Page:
Iodoformum. Sesqui-iodide of Carbon, Yellow Iodide, or Ter-iodide of Formyle. Formed by the mixture of concentrated alcoholic solutions of Iodine and Potassa. Introduced into practice in 1848 by Dr. Glover.§ It occurs in the form of small pearly crystals of the colour and odour of saffron, and of a sweet taste. It is volatile, soft to the touch, insoluble in water, soluble in alcohol, and in ether. Chem. Form. C2HI3.
Med. Prop. and Action. In small medicinal doses Iodoform, according to Dr. Glover, appears to possess a union of tonic, stimulant, and alterative properties, exercising, at the same time, a remarkable influence on the nervous system. Though ordinarily unirritating, it may, in Large doses, prove fatal; 50 grains, in Dr. Cogswell's || experiments, having destroyed a strong dog. The odour of the Iodine was detected in the blood, brain, and muscles. The dose is gr. j. - iij. twice daily, in the form of pill. Externally, it may be applied in the form of ointment (gr. xxx. - gr. lx. ad Ung. oz. j.). As an anAesthetic, it has been supposed to exercise effects similar to Chloroform, but the experiments of Righini and of Bouchardat* show that though its influence on leeches, fishes. &c, is very marked, yet that on Mammalia it will bear no comparison to Chloroform, except, indeed, in its local operation. Introduced in the form of suppository into the rectum, M. Moretin found its local anAeesthetic influence was so marked that defecation could be accomplished without consciousness on the part of the patient; and this was further shown by the anodyne influence it exercises when applied to cancerous and other ulcers. As a disinfectant, its powers have been asserted by M. Righin.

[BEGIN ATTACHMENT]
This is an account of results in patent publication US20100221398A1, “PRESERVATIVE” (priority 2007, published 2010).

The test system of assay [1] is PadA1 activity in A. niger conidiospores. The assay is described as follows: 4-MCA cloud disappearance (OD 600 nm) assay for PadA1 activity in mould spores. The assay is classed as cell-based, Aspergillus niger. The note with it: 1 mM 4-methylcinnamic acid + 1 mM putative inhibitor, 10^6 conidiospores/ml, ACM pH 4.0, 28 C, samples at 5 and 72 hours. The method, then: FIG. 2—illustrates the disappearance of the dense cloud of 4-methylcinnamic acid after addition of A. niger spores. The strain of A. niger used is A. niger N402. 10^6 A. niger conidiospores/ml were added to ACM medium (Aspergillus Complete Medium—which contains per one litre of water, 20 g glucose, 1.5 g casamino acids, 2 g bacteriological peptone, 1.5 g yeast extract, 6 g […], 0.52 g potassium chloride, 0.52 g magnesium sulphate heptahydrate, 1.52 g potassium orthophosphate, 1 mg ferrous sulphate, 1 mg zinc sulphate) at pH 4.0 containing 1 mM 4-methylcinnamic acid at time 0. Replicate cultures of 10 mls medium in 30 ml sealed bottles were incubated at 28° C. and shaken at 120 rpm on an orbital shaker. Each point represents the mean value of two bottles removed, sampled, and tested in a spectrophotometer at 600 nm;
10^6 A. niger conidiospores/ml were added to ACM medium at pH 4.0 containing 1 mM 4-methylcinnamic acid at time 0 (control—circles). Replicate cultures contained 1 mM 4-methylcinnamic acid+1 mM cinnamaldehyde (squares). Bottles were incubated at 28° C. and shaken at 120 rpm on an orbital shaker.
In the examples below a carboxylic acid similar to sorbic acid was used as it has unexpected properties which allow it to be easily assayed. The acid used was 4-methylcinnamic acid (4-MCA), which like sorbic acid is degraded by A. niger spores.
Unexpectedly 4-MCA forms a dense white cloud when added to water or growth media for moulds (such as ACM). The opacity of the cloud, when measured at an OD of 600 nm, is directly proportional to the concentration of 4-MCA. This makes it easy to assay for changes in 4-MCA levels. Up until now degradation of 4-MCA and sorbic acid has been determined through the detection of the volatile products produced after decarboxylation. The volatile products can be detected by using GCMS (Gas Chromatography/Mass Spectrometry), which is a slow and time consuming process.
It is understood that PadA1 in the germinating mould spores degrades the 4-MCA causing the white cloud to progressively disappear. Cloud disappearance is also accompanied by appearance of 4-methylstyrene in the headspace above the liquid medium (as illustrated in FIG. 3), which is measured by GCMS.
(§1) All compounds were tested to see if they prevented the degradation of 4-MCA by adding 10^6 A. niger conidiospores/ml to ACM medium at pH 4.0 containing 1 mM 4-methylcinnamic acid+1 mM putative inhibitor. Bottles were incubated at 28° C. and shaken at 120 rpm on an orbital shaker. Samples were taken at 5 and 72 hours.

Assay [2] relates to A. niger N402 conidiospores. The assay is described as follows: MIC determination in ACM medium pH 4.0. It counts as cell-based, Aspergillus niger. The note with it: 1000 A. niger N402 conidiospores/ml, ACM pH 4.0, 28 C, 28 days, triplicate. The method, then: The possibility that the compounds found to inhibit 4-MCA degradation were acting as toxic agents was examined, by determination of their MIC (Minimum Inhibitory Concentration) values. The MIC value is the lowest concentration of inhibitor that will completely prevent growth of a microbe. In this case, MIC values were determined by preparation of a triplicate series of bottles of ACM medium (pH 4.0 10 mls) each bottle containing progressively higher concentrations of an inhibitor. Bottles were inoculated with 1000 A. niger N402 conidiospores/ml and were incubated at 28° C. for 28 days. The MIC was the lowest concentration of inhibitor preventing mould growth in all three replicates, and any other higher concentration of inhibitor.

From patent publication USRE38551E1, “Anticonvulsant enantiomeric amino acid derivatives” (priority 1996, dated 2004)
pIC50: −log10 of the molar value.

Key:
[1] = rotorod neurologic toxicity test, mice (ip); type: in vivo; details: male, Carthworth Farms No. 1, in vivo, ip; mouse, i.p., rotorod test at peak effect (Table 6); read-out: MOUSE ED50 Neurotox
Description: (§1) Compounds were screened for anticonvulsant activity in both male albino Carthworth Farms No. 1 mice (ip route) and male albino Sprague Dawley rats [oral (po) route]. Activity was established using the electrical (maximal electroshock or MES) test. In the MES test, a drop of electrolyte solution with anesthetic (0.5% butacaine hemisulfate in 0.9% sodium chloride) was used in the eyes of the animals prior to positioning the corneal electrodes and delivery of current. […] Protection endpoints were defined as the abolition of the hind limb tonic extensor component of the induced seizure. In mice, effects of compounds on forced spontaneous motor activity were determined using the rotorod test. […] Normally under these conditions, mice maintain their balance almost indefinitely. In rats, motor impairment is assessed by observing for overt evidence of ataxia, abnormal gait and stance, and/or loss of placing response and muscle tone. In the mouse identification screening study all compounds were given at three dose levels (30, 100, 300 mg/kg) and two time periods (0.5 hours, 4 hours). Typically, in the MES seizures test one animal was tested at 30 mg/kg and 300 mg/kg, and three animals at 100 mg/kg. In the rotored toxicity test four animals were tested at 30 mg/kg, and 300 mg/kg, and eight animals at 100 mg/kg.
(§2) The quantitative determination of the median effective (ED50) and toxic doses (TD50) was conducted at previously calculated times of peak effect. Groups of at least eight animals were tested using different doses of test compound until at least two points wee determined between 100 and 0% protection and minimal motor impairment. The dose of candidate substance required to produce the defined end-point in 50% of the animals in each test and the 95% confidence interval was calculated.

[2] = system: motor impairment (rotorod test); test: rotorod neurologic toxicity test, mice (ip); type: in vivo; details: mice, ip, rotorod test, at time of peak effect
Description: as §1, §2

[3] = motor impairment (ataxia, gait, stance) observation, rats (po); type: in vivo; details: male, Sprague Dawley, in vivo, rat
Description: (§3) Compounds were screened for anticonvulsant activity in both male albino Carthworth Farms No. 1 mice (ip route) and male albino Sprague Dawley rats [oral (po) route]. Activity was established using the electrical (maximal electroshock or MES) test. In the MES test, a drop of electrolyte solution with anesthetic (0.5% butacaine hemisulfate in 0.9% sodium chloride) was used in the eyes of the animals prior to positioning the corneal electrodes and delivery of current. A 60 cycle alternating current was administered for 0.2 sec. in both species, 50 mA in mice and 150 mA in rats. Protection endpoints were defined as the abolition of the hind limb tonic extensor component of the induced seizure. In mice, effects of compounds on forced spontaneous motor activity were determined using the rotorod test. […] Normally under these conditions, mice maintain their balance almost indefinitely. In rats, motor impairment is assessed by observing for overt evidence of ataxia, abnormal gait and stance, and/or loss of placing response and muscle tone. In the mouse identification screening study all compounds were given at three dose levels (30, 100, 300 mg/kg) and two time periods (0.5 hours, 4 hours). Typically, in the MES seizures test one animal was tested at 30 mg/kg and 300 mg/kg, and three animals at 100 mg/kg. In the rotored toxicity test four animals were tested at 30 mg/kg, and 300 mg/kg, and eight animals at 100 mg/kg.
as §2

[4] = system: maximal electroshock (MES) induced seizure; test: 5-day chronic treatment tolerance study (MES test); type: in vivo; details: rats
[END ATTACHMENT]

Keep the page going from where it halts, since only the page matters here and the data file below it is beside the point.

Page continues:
* Mem. del Med. Contemp., 1842. Brit, and For. Med. Rev., vol. ii. p. 244. Grafe and Walther's Journ., vol xxi part i.
§ On the Physiolog. and Med. Prop, of Iodoform, Edin. 1848.
|| Essay on Iodine, p. 122.